Creating a health awareness campaign is an effective way to prevent the spread of diseases affecting your community. For example, community members can help prevent HIV transmission and create positive environments for people already infected by the virus by spreading the right information throughout the community. Here are some tips on planning an awareness campaign in your community.
- Work with respected community members to plan and conduct the awareness campaign, including local decision makers, religious leaders, traditional healers, midwives and other individuals in the health care field.
- Identify existing community groups and institutions working on the topic you want to address. Learn about the work they already are doing that could contribute to your campaign and assess their reputation in the community to decide if they can contribute positively to your campaign.
- Find out how people learn and to whom they listen. Find out what motivates the intended audience and what is important to them. How are health messages best conveyed? Who conveys them? Is a radio campaign a good idea to spread information?
- Use interpersonal communication to reinforce messages communicated through mass media. If you do organize a radio campaign, adding a person-to-person exchange of information can make a great deal of difference in how people remember and internalize the messages you want to communicate.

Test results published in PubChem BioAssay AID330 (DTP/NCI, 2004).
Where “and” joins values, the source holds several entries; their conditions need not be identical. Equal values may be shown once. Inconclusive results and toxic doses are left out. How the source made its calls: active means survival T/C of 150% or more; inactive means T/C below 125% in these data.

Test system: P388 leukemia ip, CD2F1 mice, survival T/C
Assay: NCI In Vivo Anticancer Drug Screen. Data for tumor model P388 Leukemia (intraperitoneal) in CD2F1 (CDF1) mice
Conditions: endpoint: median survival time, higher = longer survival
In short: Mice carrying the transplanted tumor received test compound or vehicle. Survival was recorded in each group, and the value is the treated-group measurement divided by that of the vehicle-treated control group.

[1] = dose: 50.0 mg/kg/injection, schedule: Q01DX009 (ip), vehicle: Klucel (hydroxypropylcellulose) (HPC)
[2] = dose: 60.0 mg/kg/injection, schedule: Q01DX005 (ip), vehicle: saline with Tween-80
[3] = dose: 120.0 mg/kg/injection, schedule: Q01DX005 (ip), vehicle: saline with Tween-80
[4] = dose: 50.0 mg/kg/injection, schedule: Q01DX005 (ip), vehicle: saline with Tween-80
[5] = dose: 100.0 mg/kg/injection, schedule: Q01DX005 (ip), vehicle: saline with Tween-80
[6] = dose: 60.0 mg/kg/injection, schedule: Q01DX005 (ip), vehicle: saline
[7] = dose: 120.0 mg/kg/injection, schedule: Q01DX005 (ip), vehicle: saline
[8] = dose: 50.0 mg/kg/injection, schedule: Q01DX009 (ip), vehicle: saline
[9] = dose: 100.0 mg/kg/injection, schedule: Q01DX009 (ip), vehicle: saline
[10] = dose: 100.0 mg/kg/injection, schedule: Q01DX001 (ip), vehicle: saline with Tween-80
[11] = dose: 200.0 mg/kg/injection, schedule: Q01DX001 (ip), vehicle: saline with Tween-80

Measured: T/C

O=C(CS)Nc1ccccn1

- Expect and accept initial resistance by community leaders and allow them to engage in conversation with you on their own terms. Avoid confrontation. However, you can support those who, in their efforts to affect change, may be willing to push the edge of social norms.
If you are creating an HIV/AIDS-focused awareness campaign, keep the following tips in mind:
- Identify perceptions of HIV/AIDS. How do people talk about HIV/AIDS and other sexual issues? Are people comfortable talking directly about sexual issues or do they talk about them indirectly? How susceptible do people believe themselves to be to AIDS? What are the beliefs about who gets AIDS? Knowing the answers to these questions can help you best shape your campaign.
- Use positive motivational messages. HIV/AIDS needs to be seen as a disease relevant to everyday life. Fear-based messages demonize those affected and are less likely to change behaviors.
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Adapted from information contained in the Peace Corps booklet HIV/AIDS: Integrating Prevention and Care into Your Sector.